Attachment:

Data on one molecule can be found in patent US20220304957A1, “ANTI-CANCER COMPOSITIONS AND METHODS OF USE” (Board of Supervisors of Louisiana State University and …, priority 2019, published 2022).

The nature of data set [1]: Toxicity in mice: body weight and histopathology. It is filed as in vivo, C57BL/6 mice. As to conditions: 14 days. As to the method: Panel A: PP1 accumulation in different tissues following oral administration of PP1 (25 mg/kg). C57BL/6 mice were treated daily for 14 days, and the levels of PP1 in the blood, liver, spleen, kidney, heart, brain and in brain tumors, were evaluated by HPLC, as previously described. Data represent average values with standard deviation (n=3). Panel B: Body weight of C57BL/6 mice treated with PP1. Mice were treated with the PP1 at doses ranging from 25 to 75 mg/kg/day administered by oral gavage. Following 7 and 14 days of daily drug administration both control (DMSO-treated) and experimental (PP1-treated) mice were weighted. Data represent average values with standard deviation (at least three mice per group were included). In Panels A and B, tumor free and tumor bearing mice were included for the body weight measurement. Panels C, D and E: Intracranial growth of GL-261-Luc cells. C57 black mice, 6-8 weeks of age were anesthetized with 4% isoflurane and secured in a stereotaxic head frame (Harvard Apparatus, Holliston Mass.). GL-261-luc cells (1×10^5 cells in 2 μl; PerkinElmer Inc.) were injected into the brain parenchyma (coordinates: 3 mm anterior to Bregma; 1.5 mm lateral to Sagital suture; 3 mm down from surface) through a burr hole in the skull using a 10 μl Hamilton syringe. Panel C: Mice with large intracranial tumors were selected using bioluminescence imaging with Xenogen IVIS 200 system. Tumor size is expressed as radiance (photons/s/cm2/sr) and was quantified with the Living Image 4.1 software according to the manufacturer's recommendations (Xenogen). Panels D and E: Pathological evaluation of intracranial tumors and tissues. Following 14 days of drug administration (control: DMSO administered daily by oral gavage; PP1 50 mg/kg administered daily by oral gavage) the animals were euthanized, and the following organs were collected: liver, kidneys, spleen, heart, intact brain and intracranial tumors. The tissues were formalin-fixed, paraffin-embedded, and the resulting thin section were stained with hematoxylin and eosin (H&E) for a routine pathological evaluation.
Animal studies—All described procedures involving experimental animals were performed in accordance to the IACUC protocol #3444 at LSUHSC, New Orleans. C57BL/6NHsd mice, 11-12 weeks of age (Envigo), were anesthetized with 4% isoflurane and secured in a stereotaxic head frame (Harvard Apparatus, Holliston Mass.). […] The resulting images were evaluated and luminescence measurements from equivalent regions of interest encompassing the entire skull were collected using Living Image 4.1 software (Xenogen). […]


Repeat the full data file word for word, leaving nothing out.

Data on one molecule can be found in patent US20220304957A1, “ANTI-CANCER COMPOSITIONS AND METHODS OF USE” (Board of Supervisors of Louisiana State University and …, priority 2019, published 2022).

The nature of data set [1]: Toxicity in mice: body weight and histopathology. It is filed as in vivo, C57BL/6 mice. As to conditions: 14 days. As to the method: Panel A: PP1 accumulation in different tissues following oral administration of PP1 (25 mg/kg). C57BL/6 mice were treated daily for 14 days, and the levels of PP1 in the blood, liver, spleen, kidney, heart, brain and in brain tumors, were evaluated by HPLC, as previously described. Data represent average values with standard deviation (n=3). Panel B: Body weight of C57BL/6 mice treated with PP1. Mice were treated with the PP1 at doses ranging from 25 to 75 mg/kg/day administered by oral gavage. Following 7 and 14 days of daily drug administration both control (DMSO-treated) and experimental (PP1-treated) mice were weighted. Data represent average values with standard deviation (at least three mice per group were included). In Panels A and B, tumor free and tumor bearing mice were included for the body weight measurement. Panels C, D and E: Intracranial growth of GL-261-Luc cells. C57 black mice, 6-8 weeks of age were anesthetized with 4% isoflurane and secured in a stereotaxic head frame (Harvard Apparatus, Holliston Mass.). GL-261-luc cells (1×10^5 cells in 2 μl; PerkinElmer Inc.) were injected into the brain parenchyma (coordinates: 3 mm anterior to Bregma; 1.5 mm lateral to Sagital suture; 3 mm down from surface) through a burr hole in the skull using a 10 μl Hamilton syringe. Panel C: Mice with large intracranial tumors were selected using bioluminescence imaging with Xenogen IVIS 200 system. Tumor size is expressed as radiance (photons/s/cm2/sr) and was quantified with the Living Image 4.1 software according to the manufacturer's recommendations (Xenogen). Panels D and E: Pathological evaluation of intracranial tumors and tissues. Following 14 days of drug administration (control: DMSO administered daily by oral gavage; PP1 50 mg/kg administered daily by oral gavage) the animals were euthanized, and the following organs were collected: liver, kidneys, spleen, heart, intact brain and intracranial tumors. The tissues were formalin-fixed, paraffin-embedded, and the resulting thin section were stained with hematoxylin and eosin (H&E) for a routine pathological evaluation.
Animal studies—All described procedures involving experimental animals were performed in accordance to the IACUC protocol #3444 at LSUHSC, New Orleans. C57BL/6NHsd mice, 11-12 weeks of age (Envigo), were anesthetized with 4% isoflurane and secured in a stereotaxic head frame (Harvard Apparatus, Holliston Mass.). […] The resulting images were evaluated and luminescence measurements from equivalent regions of interest encompassing the entire skull were collected using Living Image 4.1 software (Xenogen). […]